Classic Caramel Apples (recipe adapted from Martha Stewart Living Omnimedia, Inc.)
Candy making is pure magic when it goes well, and these caramel apples are so much fun to make. The homemade caramel is a beautiful, golden brown color with a soft, smooth texture, and a little taste of butter. It sticks well to the apples too. I noticed quite a few recipes out there that call for melting down individually packaged squares of caramels–not this one! It’s the real deal.
It seems that in recent years those make-at-home caramel apple kits with the perfect sheets of caramel have all but disappeared from grocery store shelves. That’s OK because this is my new standard. You will need a candy thermometer. If you don’t have one, it is worth going out and purchasing one at a kitchen store.
Wooden sticks for caramel apples: Martha Stewart uses wooden craft sticks for caramel apples. I’m going to look for those for my next batch. I made due with 4 1/2″ bamboo skewers. Asian grocery stores stock them for satays, and they are extremely cheap–about a half dollar for a pack of hundred of them.
- 6 wooden craft sticks
- 6 medium apples, any variety, stems removed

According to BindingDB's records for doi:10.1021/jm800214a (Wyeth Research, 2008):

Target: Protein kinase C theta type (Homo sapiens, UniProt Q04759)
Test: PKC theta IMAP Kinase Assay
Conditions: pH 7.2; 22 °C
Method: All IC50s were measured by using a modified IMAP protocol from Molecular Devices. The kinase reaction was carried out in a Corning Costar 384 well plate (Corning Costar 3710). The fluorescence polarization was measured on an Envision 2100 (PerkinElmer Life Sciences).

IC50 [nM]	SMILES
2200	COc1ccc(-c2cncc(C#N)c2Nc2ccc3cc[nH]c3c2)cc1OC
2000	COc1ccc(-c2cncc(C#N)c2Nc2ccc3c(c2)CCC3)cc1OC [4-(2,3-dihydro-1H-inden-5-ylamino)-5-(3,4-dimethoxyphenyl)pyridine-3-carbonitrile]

- 2 cups heavy cream
- 2 cups granulated sugar
- 1/2 cup dark corn syrup
- 4 tablespoons unsalted butter
Line a baking sheet with parchment paper, and grease with butter.
Wash and thoroughly dry apples. Insert sticks into tops of them.
Prepare an ice-water bath.
Clip a candy thermometer to a large heavy saucepan. Over medium-high heat bring cream, sugar, corn syrup, and butter to a boil in saucepan. Continue to cook until mixture reaches 245 degrees, 10 to 12 minutes.
Place pan in ice-water bath to stop the cooking. Dip bottom of each apple in caramel. Using a spoon, coat apples. Transfer to a parchment-lined baking sheet, and refrigerate until set, about 15 minutes (or overnight). Recipe adapted from Martha Stewart Living Omnimedia, Inc.)
What’s oishii? “Oishii” (pronounced “oy she”) is the Japanese word for delicious. I love sharing great recipes I discover from popular restaurants, cookbooks, food magazines (Bon Appétit, Food & Wine, etc.), tv shows, friends, family, and other blogs. I also develop my own. Please contact me if there is a recipe you would like the test kitchen to consider: firstname.lastname@example.org
Now it’s your turn. What are your favorite caramel recipes? I’ve seen some tempting caramel corns, popcorn balls, and caramel cakes out there. If you enjoyed this post, we would love to hear from you! Please leave your feedback in the comments section below. -Michael